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More Rotator Cuff Facts:

The rotator cuff is a shallow 'ball-and-socket' joint where the humerus (upper arm) meets the scapula (shoulder blade).


2-5% of the population will experience Adhesive Capsulitis (Frozen Shoulder), most for no apparent reason.


Women and diabetics are common sufferers of Frozen Shoulder.


Deep Tissue Therapy can greatly reduce the time it takes to move through the 3 stages of Frozen Shoulder.


Rotator cuff tears occur most frequently in men, ages 40-50, who do manual overhead work.


The most common tendon torn in the rotator cuff is the supraspinatus tendon.


A complete tear of the supraspinatus tendon will limit your ability to lift your arm at your side (abduct).

 

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SLAP Tear

SLAP = Superior Labrum Anterior to Posterior Lesion

The glenohumeral joint of the rotator cuff is where the humeral head (greater tubercle) meets the shoulder socket of the scapula, called the glenoid. The labrum is a piece of cartilage (called fibrocartilage), that is similar to the meniscus in your knee, which forms a cup within the joint for the humeral head to sit in. When this fibrocartilage tears, it is called a SLAP (Superior Labrum from Anterior to Posterior) tear or lesion.

The superior labrum may tear (superior labrum from anterior to posterior tears) at the top of the shoulder (glenohumeral) joint.

This joint is considered a ball and socket joint - however the 'socket' is not as deep as similar joints in your body. Instead, the humerus sits against the glenoid cavity similar to how a golf ball sits on a tee.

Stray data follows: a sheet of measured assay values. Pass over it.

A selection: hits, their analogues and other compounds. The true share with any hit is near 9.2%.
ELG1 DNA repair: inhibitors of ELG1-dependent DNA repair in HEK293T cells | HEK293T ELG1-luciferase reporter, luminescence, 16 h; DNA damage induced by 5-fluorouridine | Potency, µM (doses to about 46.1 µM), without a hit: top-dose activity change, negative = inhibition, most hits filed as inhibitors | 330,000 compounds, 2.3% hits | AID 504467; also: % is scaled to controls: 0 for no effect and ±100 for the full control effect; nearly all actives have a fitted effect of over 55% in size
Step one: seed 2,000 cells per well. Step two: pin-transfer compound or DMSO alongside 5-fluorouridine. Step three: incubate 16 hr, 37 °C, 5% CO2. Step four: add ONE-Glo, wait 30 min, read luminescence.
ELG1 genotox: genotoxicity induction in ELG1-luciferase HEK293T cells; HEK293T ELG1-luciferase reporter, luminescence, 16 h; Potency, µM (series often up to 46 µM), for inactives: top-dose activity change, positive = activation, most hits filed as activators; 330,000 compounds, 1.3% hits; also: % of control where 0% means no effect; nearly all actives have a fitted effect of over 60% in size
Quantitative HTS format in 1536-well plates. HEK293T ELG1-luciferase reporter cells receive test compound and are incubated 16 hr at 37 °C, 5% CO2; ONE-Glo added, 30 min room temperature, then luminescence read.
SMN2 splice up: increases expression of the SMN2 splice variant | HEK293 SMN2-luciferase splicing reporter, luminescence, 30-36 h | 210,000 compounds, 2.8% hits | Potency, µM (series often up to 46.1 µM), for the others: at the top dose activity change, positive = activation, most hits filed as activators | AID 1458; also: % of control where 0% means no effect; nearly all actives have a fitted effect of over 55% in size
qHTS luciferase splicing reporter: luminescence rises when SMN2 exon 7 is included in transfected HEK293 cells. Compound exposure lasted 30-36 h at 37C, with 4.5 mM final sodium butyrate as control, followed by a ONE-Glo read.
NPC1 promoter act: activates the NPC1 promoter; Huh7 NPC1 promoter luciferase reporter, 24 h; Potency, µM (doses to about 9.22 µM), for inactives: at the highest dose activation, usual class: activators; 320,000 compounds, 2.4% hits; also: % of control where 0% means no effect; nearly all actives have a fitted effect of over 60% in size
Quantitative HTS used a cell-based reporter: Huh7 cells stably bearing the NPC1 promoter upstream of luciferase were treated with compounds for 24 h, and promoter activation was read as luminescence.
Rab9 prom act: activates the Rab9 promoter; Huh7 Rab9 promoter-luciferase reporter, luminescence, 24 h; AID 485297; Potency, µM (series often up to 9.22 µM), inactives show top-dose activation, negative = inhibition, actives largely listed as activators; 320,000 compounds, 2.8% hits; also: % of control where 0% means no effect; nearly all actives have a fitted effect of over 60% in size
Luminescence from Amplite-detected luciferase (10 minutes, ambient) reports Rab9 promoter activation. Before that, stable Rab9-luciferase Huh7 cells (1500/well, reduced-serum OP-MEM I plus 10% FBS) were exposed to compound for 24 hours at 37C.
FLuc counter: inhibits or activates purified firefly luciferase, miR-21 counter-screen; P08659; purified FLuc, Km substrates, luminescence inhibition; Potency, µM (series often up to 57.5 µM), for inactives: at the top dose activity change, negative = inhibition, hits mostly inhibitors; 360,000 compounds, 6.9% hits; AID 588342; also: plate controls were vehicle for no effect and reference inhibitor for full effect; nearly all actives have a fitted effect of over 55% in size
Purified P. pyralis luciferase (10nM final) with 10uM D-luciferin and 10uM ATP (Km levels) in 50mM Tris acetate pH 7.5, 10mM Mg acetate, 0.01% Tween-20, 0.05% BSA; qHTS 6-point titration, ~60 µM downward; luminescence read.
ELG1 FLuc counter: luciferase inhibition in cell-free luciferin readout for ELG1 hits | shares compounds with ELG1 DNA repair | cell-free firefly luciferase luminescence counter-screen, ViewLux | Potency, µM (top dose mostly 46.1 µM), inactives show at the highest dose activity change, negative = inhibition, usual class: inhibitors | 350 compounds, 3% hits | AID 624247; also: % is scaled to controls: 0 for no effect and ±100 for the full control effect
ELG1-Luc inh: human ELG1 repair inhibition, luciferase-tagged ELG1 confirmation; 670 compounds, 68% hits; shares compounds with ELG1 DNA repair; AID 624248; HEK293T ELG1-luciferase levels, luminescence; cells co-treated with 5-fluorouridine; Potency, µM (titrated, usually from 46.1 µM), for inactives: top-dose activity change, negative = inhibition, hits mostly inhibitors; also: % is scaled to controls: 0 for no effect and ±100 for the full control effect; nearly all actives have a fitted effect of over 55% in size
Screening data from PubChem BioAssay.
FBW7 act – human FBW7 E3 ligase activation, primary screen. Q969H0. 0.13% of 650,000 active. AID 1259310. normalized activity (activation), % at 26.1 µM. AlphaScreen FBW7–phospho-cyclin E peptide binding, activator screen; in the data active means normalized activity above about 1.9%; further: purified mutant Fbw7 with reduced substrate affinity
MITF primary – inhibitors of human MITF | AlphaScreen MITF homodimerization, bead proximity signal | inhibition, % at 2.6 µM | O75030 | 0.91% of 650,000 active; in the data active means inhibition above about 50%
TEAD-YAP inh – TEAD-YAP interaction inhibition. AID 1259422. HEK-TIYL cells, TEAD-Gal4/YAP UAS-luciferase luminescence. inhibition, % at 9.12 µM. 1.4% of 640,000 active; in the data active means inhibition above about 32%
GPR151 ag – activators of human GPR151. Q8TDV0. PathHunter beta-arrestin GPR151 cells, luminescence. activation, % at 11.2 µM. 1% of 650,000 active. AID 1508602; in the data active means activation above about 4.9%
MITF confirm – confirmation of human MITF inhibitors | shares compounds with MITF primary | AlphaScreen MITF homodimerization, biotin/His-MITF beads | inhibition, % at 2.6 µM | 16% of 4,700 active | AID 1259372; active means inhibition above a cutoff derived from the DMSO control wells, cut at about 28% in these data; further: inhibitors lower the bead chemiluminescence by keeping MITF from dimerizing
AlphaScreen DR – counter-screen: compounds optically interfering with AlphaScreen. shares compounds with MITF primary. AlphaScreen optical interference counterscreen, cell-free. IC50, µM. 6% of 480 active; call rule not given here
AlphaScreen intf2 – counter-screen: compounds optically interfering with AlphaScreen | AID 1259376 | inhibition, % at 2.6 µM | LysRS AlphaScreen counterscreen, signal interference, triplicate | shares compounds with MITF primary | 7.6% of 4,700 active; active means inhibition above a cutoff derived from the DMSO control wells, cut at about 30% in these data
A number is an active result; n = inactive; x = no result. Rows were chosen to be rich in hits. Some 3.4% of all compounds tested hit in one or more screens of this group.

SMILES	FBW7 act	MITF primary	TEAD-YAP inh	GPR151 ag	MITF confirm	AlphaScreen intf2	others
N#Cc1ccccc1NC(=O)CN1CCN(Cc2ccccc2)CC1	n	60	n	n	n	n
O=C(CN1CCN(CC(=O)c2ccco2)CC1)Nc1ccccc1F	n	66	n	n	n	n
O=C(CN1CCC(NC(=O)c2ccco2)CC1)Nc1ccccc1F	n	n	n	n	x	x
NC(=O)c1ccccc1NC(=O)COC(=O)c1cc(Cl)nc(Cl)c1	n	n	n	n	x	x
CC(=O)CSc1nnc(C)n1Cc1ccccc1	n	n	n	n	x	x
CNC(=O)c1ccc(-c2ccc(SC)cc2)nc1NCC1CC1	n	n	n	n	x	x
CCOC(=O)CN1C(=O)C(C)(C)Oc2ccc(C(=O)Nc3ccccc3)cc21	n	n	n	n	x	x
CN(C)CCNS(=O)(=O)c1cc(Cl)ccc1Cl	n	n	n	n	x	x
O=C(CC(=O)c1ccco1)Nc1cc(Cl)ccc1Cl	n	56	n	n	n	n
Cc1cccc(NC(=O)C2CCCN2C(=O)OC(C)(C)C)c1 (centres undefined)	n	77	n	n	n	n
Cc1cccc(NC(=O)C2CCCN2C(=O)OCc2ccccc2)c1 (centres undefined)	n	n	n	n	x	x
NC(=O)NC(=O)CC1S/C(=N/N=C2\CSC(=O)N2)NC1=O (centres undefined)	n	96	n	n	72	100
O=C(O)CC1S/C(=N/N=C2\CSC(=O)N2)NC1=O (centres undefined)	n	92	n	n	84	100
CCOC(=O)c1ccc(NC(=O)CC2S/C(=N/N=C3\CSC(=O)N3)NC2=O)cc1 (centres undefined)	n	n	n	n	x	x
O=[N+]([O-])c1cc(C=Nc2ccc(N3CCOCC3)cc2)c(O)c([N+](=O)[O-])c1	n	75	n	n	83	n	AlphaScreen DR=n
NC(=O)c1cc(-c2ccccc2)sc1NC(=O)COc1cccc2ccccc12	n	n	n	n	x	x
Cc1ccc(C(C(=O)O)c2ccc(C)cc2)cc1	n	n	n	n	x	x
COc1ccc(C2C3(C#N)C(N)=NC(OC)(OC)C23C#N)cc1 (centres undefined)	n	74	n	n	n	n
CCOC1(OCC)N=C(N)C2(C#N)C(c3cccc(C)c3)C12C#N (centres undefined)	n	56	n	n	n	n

Since the ball does not fit directly inside the socket of the glenohumeral joint, it is the labrum, tendons, and ligaments that hold the ball of the humerus against the glenoid fossa. These connective tissues provide stability between your scapula and your humerus.

The labrum (also called the glenoid labrum) is a very important piece of cartilage that forms a ring around the outer edge of the shoulder socket (glenoid cavity), making the socket deeper for the humeral head to fit into.

A SLAP tear, or Superior Labrum from Anterior to Posterior lesion, usually occurs when there is a traumatic injury to the shoulder. As the name suggests, a SLAP tear occurs at the top (superior) of the labrum running from the front (anterior) to the back (posterior) of the joint cavity. The long head of the biceps brachii tendon (also called biceps tendon) attaches inside the glenohumeral joint at the superior labrum, where a SLAP tear is located. As a result, the biceps tendon may also be damaged when a SLAP tear occurs.

An injury to the labrum, or any of the other stabilizing tissues, can cause the joint to weaken, misalign and/or become unstable. This leaves the rotator cuff at further risk of injury. The tendons and bursae can become pinched, excess stress can be placed on tendons and ligaments, and/or the weakened rotator cuff does not function properly.


Types of SLAP Tears